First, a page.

U.S. and international criminal justice journals, providing research support for students interested in careers in criminal justice, law enforcement, corrections administration, drug enforcement, rehabilitation, family law and industrial security.
Campus Research is an easy-to-use online research service that provides college and university students with access to a comprehensive collection of news and business information and law-related resources.
Gale Virtual Reference Library is a database of encyclopedias and specialized reference sources for multidisciplinary research. These reference materials once were accessible only in the library, but now you can access them online from the library or remotely 24/7.
Provides current information on more than 5,000 legal topics. Includes completely revised articles covering important issues, biographies, definitions of legal terms and more. Covers such high-profile topics as the Americans with Disabilities Act, capital punishment, domestic violence, gay and lesbian rights, and physician-assisted suicide.
An interdisciplinary source that addresses not only law but also sociology, psychology, history and economics. Entries vary widely from abortion to rape and from family violence to wiretapping, offering a mirror of issues dominating today's headlines. This edition is a complete update and revision of the previous edition that includes new essays on topics such as stalking, hate crimes, and HIV.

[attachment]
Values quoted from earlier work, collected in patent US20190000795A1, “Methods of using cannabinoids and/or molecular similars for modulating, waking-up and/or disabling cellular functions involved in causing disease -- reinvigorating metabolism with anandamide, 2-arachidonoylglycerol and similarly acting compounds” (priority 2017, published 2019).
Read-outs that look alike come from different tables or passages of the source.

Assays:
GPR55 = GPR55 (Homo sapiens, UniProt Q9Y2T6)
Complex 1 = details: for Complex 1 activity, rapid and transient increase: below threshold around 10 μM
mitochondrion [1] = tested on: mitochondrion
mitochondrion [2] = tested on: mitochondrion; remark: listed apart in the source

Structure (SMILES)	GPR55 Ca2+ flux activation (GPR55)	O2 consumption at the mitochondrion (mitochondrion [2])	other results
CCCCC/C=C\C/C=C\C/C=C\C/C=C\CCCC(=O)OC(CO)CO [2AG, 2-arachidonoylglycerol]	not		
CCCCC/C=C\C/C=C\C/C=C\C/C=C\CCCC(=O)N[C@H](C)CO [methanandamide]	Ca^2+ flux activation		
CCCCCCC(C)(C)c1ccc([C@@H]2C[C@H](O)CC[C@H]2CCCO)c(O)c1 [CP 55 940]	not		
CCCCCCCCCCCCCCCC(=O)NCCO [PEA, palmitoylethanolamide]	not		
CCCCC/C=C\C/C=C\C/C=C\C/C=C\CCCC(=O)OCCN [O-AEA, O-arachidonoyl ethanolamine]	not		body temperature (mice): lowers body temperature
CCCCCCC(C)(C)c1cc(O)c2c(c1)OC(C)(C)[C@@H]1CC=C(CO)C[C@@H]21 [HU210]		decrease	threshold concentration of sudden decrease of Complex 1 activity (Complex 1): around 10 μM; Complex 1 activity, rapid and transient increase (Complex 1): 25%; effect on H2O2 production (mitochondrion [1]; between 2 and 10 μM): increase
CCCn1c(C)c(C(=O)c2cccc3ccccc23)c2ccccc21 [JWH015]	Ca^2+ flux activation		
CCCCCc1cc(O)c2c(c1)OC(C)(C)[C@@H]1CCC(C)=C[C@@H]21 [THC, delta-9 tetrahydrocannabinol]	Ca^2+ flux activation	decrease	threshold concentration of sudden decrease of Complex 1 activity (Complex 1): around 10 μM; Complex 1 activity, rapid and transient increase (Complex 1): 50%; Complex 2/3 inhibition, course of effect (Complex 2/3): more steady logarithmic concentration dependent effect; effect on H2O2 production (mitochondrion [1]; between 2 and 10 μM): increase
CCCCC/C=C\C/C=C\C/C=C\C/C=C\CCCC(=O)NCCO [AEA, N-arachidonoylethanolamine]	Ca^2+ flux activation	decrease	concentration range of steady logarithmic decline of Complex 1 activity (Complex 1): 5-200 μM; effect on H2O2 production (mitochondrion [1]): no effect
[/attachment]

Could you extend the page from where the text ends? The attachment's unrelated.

2017. Covering some of the most hotly contested topics in crime and criminal justice, including proposed sentencing and prison reforms, controversial developments like Stand Your Ground laws, and Supreme Court decisions, this work supplies essential background, current data, and a range of viewpoints on these important issues, enabling readers to better understand current crime/punishment issues within the context of America's ever-evolving culture, economy, and politics
This paper considers the role of video footage in recent high-profile cases of anti-black police brutality in the United States. I illuminate the limits of the counter-surveillance impetus to film the police by contextualizing this strain of social media utopianism within the larger history of what I call "racialization as a way of seeing." Racialization as a way of seeing is a historical formation that brings together the history of policing, the development of visual epistemologies, and the history of the naturalization of the criminality of blackness. I then track how the optimism of the counter-surveillance discourse has been recuperated by the state into consent for police worn cameras-reforms which threaten to strengthen a system built on structural racism, rather than ameliorate its injustices. I conclude by suggesting an emergent model for how video evidence may be paradoxically working to relegitimize the police and the state in the newest era of "21st century policing."